Furosemide

Pediatric Medication

Brand Names: US

Lasix

Brand Names: Canada

Apo-Furosemide; AVA-Furosemide; Bio-Furosemide; Dom-Furosemide; Furosemide Injection Sandoz Standard; Furosemide Injection, USP; Furosemide Special; Furosemide Special Injection; Lasix; Lasix Special; Novo-Semide; NTP-Furosemide; Nu-Furosemide; PMS-Furosemide; Teva-Furosemide

Warning

  • This drug is a strong fluid-lowering drug (diuretic). Sometimes too much water and major elements (potassium) in the blood may be lost. This can lead to serious health problems. The doctor will follow your child closely to change the dose to match your child’s body’s needs.

What is this drug used for?

  • It is used to get rid of extra fluid.
  • It is used to treat high blood pressure.

What do I need to tell the doctor BEFORE my child takes this drug?

  • If your child has an allergy to this drug or any part of this drug.
  • If your child is allergic to any drugs like this one or any other drugs, foods, or other substances. Tell the doctor about the allergy and what signs your child had, like rash; hives; itching; shortness of breath; wheezing; cough; swelling of face, lips, tongue, or throat; or any other signs.
  • If your child is not able to pass urine.
  • If your child is taking any of these drugs: Chloral hydrate, ethacrynic acid, or lithium.
This is not a list of all drugs or health problems that interact with this drug.
Tell the doctor and pharmacist about all of your child’s drugs (prescription or OTC, natural products, vitamins) and health problems. You must check to make sure that it is safe for your child to take this drug with all of their drugs and health problems. Do not start, stop, or change the dose of any drug your child takes without checking with the doctor.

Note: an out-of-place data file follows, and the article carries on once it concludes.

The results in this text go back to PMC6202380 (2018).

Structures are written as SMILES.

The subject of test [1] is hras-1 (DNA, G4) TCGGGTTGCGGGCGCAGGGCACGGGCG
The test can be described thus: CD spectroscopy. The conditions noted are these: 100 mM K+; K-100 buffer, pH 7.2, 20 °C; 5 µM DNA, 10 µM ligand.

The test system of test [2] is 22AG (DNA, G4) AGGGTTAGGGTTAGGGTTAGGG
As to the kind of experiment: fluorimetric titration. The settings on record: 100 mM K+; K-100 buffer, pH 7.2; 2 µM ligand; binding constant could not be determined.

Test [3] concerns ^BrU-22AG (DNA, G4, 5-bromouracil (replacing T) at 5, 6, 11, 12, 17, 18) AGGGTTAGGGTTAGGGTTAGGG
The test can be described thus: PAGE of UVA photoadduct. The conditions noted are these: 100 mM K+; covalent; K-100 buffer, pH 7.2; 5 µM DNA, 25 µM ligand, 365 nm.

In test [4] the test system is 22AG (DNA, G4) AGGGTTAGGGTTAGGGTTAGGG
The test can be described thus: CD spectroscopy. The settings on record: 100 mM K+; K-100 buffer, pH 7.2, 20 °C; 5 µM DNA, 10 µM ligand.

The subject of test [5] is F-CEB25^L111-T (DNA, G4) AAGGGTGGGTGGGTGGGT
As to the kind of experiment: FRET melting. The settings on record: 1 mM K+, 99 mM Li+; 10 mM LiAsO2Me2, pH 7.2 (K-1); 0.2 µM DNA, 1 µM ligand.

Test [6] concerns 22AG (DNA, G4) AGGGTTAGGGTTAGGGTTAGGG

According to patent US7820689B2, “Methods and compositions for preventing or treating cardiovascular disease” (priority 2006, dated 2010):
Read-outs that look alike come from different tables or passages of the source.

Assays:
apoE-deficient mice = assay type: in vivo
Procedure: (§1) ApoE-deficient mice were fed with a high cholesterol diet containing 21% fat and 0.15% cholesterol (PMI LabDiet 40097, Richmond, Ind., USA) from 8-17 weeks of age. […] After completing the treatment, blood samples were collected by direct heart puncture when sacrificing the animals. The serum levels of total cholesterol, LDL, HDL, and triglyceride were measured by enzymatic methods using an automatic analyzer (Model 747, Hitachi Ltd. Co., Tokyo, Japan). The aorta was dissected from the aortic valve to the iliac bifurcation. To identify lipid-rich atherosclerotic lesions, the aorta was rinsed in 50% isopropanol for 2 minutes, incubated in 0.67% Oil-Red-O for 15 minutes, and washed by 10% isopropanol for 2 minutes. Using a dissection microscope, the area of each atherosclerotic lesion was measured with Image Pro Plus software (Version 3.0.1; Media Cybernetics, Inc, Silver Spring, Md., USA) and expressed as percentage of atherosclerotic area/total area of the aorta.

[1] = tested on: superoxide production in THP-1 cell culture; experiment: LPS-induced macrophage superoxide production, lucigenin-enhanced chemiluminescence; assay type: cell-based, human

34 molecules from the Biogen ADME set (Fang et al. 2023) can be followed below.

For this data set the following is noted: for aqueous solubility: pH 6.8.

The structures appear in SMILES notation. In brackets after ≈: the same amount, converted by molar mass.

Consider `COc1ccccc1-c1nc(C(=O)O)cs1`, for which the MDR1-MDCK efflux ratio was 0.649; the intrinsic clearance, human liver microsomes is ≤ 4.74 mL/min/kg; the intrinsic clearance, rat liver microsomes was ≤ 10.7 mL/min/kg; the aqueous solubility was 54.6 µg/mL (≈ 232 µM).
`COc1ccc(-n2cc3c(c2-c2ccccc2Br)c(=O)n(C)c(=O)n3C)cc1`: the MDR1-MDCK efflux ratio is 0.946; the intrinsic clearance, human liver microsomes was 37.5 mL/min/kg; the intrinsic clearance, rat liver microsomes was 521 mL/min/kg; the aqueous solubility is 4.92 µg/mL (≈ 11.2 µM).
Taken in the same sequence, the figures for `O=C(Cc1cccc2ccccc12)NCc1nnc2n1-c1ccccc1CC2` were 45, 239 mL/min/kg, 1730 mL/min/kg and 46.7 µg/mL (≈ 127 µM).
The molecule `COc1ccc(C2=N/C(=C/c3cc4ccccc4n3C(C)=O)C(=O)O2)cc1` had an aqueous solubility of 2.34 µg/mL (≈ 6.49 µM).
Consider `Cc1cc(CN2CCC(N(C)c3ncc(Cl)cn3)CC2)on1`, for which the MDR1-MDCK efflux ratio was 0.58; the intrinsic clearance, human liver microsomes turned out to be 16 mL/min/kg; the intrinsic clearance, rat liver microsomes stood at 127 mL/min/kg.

What are some things I need to know or do while my child takes this drug?

  • Tell dentists, surgeons, and other doctors that your child is using this drug.
  • Have your child avoid tasks or actions that call for alertness until you see how this drug affects your child. These are things like riding a bike, playing sports, or using items such as scissors, lawnmowers, electric scooters, toy cars, or motorized vehicles.
  • To lower the chance of feeling dizzy or passing out, have your child get up slowly over a few minutes when sitting or lying down. Have your child be extra careful climbing stairs.
  • If your child has high blood sugar (diabetes), you will need to watch his/her blood sugar closely.
  • If your child is on a low-salt or salt-free diet, talk with your child’s doctor.
  • If your child is taking this drug and has high blood pressure, talk with the doctor before giving OTC products that may raise blood pressure. These include cough or cold drugs, diet pills, stimulants, ibuprofen or like products, and some natural products or aids.
  • Have your child’s blood pressure checked often. Talk with your child’s doctor.
  • Have blood work checked as you have been told by the doctor. Talk with the doctor.
  • Your child may need extra potassium. Talk with the doctor.
  • This drug is a strong fluid-lowering drug (diuretic). Sometimes too much water and major elements (potassium) in the blood may be lost. This can lead to serious health problems. The doctor will follow your child closely to change the dose to match your child’s body’s needs.
  • Talk with the doctor before giving your child other drugs and natural products that may slow your child’s actions.
  • Alcohol may interact with this drug. Be sure your child does not drink alcohol.